Finally, in April 1956, the Polish Parliament accepted the Jaszczuk project. The new law extended the right to abortion to women suffering under harsh social and material conditions. However, until 1959, permission for such abortions was decided not by the woman herself, but by a commission of obstetric physicians and state bureaucrats. Later, the government ordered a disposition that allowed women to make their own abortion decisions. According to feminist scholar Małgorzata Maciejewska, from 1956 to 1989, over 97 percent of abortions were sought for social and material reasons.5
The new policy was denounced by the Primate of the Polish Roman Catholic Church, Cardinal Stefan Wyszyński, and the nationalist right-wing camp of the ruling bureaucracy. In 1958, PAX members tried to reinstate the ban on abortion during parliamentary discussion, but most legislators opposed the idea.
The ideological similarities and personal connections linking PAX and its allies to the contemporary Polish state and right-wing forces are significant. PAX’s struggle against women’s emancipation in general, and abortion rights in particular, was among its main fields of activity, and helped promote the model of the “traditional” Polish family and to entrench misogynistic prejudices in the country’s public life. For example, in 1986, the PAX press published a work by Stanisław Sławiński—an ultra-religious pedagogue, “family adviser,” and assistant to the minister of education under the first PiS government (2005–2007)—in which he attacked Polish women’s ongoing emancipation as a danger to motherhood and the “natural role of women’s biological gender.” “A feature of womanhood,” he wrote, “is the need for a full and exclusive tie with a man.… It is a strong driving force in a woman’s life…strictly related to a woman’s vocation for maternity.… A woman’s fear of solitude…leads a lot of women to totally lose the ability of critical thinking,” which manifests itself during the “sexual game,” when they tend to “lose the ability to control their own behavior.” Thus a woman’s natural role is motherhood and maintaining stable sexual relations with her husband. “The tragedy of contemporary Polish girls,” however, “is that they are educated in an atmosphere of the cult of the values which are located outside family life.… Girls are growing in the conviction that their value is determined primarily by their professional position and participation in the cultural and social life outside the house.” This also relates to sexual freedom, which “leads to a specific deformation in sexual development” and causes a “deformed understanding of a woman’s own womanhood,” and “the most drastic aspect of this anti-maternity attitude of contemporary women is the killing of their unborn babies.” Sławiński decried abortion as the “profanation and most deep humiliation of a woman,” while making no mention of sexual harassment, rape, or any other forces that oppress women and deny them control of their bodies. For Sławiński, “emancipatory movements” like those for abortion rights and gender equality were “in opposition to women’s interests” because they made women “less likely to be female.”6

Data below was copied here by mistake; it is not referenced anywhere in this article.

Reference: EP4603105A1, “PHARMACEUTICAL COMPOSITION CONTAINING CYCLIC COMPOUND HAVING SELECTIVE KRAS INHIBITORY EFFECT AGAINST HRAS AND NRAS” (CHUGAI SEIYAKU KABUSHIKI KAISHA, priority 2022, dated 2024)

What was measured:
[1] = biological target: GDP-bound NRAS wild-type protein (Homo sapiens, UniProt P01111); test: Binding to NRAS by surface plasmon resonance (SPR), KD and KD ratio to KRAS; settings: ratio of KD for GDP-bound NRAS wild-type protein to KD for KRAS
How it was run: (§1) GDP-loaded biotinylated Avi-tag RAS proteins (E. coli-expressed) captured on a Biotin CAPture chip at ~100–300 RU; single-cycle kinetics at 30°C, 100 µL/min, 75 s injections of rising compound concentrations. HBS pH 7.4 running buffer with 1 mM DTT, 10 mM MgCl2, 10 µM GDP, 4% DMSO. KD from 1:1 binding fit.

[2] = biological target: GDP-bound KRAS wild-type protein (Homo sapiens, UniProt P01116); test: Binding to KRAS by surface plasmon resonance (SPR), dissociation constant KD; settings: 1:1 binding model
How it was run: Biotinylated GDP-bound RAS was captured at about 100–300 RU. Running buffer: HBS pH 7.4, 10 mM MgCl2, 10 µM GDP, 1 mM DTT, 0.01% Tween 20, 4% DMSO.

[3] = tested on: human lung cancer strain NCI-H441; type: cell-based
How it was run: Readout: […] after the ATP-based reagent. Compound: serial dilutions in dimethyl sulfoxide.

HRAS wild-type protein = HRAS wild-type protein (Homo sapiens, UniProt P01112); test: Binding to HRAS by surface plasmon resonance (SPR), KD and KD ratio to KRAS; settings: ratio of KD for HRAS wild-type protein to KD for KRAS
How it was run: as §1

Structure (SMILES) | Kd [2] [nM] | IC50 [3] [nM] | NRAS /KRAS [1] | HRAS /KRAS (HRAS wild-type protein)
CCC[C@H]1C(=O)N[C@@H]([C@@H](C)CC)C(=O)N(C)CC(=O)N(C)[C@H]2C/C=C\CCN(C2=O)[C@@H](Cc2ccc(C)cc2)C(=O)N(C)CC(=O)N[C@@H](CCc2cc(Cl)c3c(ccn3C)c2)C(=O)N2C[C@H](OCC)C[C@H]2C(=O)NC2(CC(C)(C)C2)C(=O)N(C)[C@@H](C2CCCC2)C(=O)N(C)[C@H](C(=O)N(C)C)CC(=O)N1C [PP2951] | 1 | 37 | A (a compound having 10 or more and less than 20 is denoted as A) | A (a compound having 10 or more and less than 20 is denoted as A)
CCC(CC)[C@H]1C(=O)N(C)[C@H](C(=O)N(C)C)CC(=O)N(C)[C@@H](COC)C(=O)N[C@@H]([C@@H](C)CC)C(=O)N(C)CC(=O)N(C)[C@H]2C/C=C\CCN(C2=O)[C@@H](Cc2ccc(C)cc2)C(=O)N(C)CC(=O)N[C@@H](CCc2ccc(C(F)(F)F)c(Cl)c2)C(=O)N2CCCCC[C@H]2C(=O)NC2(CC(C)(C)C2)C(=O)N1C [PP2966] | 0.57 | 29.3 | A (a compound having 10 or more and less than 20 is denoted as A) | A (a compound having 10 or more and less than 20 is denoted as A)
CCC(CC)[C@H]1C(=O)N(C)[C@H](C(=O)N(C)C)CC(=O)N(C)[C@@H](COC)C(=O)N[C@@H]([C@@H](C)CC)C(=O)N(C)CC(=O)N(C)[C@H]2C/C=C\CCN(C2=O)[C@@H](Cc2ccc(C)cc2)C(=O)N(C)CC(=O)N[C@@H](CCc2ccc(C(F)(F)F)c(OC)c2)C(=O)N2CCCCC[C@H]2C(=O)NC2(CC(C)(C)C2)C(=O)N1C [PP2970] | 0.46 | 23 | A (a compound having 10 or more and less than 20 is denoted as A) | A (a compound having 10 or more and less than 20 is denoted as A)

The Abortion Compromise
Since the collapse of the bureaucratic regime in 1989 and the restoration of capitalism in Poland, the question of abortion and reproductive rights has returned to the center of public debate. In 1992, right-wing MPs, with strong backing from the clergy, moved to criminalize abortion for social and material reasons. In response, a massive pro-abortion movement launched a petition for a referendum on the proposed law, collecting 1.3 million signatures. If held, the referendum would likely have been decided in favor of abortion rights, with polls showing 53 percent of Poles supporting abortion for social needs, and only 32 percent against.7 Thus the main opposition to the referendum came from the Roman Catholic Church, whose representatives in the Episcopate Conference, the most important governing body of Polish bishops, declared that “God’s Law could not come under a referendum.”8 In 1993, the conservative and religious majority in the Parliament refused to hold the referendum and proceeded to repeal the main tenets of the 1956 abortion law, despite strong public support for abortion rights. Ever since, the law has allowed abortion in only three cases: when pregnancy results from a criminal act, such as rape or incest; when the fetus is irreversibly damaged and unable to develop into a healthy child; or when pregnancy endangers the life or health of the mother. The criminal code further states that in all other cases, those who assist in an abortion or try to convince a woman to abort a fetus must be punished, although a woman who has had an abortion will not be criminalized. In the 1990s, this new law was named the “abortion compromise” by the ruling party, but both sides of the struggle—pro-choice and “pro-life”—considered it inadequate.9